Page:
Media Discourses: The Cultural Forum of School Shootings
Michael Rennett / UT Austin
This roundtable endeavors to discuss the media’s role in framing the narratives behind the causes of school shootings, and how those narratives may affect public debates and political legislation about this issue (see Birkland and Lawrence). In their theorization of television as a “cultural forum,” Horace Newcomb and Paul Hirsch suggest that television programs can highlight and comment on ideological issues. How does the media frame the issues surrounding mass shootings? Is there a distinction between the topics that fictional representations and news coverage of mass shootings represent? For instance, do fictional representations concentrate on mental health issues rather than explicitly arguing for gun control legislation? How has the cultural forum changed with new media technology? The breadth of the internet has led to the dissemination of far-right conspiracy theories surrounding “crisis actors” to mainstream media outlets. For instance, a conspiracy theory video concerning David Hogg – a survivor of the Parkland shooting at Marjory Stoneman Douglas High School – was the top trending YouTube video on February 21, 2018 before its removal and Hogg denied these false accusations during a CNN interview. How has user-driven content like these videos shaped (or been shaped by) the current public sphere surrounding school shootings? Finally, how has the increase of niche partisan television networks and online communities affected the cultural forum? Is media increasingly becoming an “echo chamber” (see DiFonzo), thereby preventing any meaningful progress in this debate?
Jacqueline Ryan Vickery, University of North Texas
*denotes panel convener
In “Media Discourses: The Cultural Forum of School Shootings,” my fellow roundtable panelists and I were concerned with the conversations which emerge after school shootings. The dialogue which follows tragic events like Columbine, Newtown, or Parkland tends to follow the same script with politicians and political commentators often placing blame on violent video games, movies, and the perpetrator’s mental health. As the convener of this roundtable, my frustration with this all-too-common script became the inspiration behind its main question: Have we as a society really learned nothing since Columbine? Will we just repeat the same discussion as more and more children get senselessly murdered in their classrooms?
On this roundtable, the other panelists and I discussed the ways in which the media frames school shootings to investigate and interrogate the common public and political discourse. Thanks to the conference coordinators, our roundtable featured various unique perspectives on this topic. I opened our conversation by discussing how school shootings are portrayed on American fictional television programs. Using Newcomb and Hirsch’s theory of television as a cultural forum, I argue that fictional portrayals help formulate our discussions of this topic. I find that bullying and mental health are the two most common issues and it is no surprise that they shape our conversations about school shootings. Ivy Ashe considered news coverage of school shootings, particularly how school shooting survivors from Parkland and Santa Fe, Texas used social media to tell their own stories and control their respective narratives. Ashe argues that hashtags like #NeverAgain and #IfIDieInASchoolShooting allow survivors to break the traditional 24-hour news cycle. Ashe optimistically considers how this change provides a much-needed jolt to the conventional news script, and hopes that traditional media will consider survivors’ voices in the digital age. Next, Jacqueline Vickery expanded our discussion from school shootings to general gun violence. Vickery mentions how school shootings centralize the ongoing debates about gun violence due to their media coverage, but people are often reticent to politicize these tragedies. Instead, she argues that the debate over gun violence and gun control should be continued through ongoing news coverage of homicides, suicides, and police shootings. Like Ashe, Vickery wants us to examine the youth-led movements on digital media platforms as a way to continue discussions about gun violence outside of the traditional media. Meanwhile, Phil Scepanski focused on the connections between media rituals and mediated trauma. Scepanski notes how the unfortunate regularity of school shootings leads to repeated national rituals like the 24-hour media “script” which Ashe and Vickery mention. Moreover, Scepanski observes how much of the rhetoric in this ritual is constructed around nation-building, specifically coming together as a country to support those directly affected by the tragedy. Finally, Julia Raz provided a personal perspective to the roundtable by discussing the on-campus aftermath of the active shooter at Santa Monica College where she works. Because she has students who survived the shooting, she focuses on the pedagogical implications of this difficult subject. Raz advocates for a flipped classroom approach to discuss gun violence and gun control, but understands the reluctance and fear when educators may have to broach the topic.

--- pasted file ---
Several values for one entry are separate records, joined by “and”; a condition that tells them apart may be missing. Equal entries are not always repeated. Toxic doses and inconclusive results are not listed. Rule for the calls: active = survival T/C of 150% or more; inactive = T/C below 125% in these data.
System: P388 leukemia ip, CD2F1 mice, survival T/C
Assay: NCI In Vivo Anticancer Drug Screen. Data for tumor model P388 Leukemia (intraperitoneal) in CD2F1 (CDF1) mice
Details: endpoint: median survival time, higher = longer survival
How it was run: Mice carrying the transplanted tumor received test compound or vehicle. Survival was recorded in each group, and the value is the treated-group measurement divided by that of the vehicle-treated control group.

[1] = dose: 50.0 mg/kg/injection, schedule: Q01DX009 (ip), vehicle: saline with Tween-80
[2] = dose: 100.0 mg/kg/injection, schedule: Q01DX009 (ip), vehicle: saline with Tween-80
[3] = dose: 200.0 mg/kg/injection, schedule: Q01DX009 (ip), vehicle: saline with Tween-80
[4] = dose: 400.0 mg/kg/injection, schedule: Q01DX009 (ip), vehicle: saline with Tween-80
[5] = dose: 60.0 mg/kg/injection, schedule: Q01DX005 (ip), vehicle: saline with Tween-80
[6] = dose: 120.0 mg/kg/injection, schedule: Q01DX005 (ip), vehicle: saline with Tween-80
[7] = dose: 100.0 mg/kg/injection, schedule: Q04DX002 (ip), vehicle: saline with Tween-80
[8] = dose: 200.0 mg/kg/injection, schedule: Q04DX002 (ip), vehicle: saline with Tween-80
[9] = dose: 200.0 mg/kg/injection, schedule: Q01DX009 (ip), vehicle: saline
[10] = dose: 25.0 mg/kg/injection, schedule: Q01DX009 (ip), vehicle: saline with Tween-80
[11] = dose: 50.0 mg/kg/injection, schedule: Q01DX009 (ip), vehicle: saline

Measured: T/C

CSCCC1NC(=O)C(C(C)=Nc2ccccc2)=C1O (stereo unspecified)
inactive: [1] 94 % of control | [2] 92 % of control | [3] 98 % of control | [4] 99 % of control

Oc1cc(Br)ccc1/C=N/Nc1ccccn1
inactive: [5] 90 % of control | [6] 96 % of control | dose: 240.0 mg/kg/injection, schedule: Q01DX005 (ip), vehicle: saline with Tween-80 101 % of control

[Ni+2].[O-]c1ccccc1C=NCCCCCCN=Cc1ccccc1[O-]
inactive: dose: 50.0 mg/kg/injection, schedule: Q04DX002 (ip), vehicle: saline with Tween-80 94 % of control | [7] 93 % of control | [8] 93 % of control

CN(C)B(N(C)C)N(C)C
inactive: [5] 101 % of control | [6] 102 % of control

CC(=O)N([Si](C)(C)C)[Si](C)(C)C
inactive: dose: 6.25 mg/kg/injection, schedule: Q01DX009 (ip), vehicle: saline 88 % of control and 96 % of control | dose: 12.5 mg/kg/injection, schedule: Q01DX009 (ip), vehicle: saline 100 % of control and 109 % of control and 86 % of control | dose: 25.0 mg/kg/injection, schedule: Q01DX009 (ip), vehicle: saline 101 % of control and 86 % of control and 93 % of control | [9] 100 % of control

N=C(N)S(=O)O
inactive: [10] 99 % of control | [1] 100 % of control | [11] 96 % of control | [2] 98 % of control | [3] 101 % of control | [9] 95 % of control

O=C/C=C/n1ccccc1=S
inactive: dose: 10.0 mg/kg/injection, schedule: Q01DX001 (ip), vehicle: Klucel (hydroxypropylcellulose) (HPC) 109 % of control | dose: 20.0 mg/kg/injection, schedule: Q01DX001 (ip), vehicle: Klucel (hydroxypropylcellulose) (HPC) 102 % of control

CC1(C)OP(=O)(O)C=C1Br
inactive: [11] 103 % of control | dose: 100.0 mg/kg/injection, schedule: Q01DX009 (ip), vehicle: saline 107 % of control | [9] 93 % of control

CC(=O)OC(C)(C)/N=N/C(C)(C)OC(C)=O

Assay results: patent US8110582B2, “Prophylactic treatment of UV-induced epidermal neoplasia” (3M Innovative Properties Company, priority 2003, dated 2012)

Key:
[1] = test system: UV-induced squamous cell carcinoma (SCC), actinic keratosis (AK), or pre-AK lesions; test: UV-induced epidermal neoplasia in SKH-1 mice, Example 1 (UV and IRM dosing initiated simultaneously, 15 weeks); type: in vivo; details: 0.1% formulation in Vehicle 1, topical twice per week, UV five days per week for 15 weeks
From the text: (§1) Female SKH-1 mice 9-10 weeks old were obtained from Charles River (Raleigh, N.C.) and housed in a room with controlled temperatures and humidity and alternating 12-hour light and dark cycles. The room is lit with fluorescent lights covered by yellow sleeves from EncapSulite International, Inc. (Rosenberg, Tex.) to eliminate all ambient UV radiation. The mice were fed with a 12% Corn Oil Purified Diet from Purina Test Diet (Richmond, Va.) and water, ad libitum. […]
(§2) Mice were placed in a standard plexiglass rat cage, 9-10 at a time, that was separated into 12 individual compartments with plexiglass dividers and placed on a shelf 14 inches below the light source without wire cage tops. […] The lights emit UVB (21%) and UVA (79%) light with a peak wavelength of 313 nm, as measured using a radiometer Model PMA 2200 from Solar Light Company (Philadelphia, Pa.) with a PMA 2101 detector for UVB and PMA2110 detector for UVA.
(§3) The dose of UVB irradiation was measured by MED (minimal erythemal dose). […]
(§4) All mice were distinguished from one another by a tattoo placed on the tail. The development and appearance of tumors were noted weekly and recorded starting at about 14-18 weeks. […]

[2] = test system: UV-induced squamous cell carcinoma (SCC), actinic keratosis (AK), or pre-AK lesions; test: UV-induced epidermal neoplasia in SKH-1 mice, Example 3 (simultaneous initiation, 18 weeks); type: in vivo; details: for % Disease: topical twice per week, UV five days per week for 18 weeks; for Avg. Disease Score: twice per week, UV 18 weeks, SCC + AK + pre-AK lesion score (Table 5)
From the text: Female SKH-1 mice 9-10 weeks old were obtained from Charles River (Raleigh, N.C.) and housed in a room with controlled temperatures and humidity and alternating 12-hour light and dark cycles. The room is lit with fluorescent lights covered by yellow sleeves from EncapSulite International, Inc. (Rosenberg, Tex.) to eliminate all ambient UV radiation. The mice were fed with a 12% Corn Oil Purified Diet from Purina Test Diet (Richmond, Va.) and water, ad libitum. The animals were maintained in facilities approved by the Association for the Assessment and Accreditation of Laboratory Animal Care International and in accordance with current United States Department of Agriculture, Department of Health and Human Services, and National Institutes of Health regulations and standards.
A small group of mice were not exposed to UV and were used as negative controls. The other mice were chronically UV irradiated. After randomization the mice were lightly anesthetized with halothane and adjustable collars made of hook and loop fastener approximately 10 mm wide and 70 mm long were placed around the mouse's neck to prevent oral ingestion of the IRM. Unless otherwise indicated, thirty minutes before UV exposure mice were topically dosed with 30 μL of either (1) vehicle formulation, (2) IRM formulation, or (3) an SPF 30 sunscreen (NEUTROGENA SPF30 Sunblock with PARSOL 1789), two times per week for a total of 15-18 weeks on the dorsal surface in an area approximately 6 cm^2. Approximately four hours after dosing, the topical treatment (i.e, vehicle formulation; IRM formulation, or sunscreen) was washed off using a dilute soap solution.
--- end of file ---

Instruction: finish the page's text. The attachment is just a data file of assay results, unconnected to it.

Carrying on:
Due to our unique viewpoints, we had a productive conversation about both real and fictional school shootings. We discussed the repeated scripts of news coverage and how fictional television programs tend to mimic those conversations in their narratives. We also focused on how we would like to see those scripts evolve in the future, with greater emphasis being placed on gun control and toxic masculinity. By analyzing the current media discourses of school shootings, we hope to further these discussions, deepen our understanding of the issue, and—ideally—see school shootings and all forms of gun violence come to an end.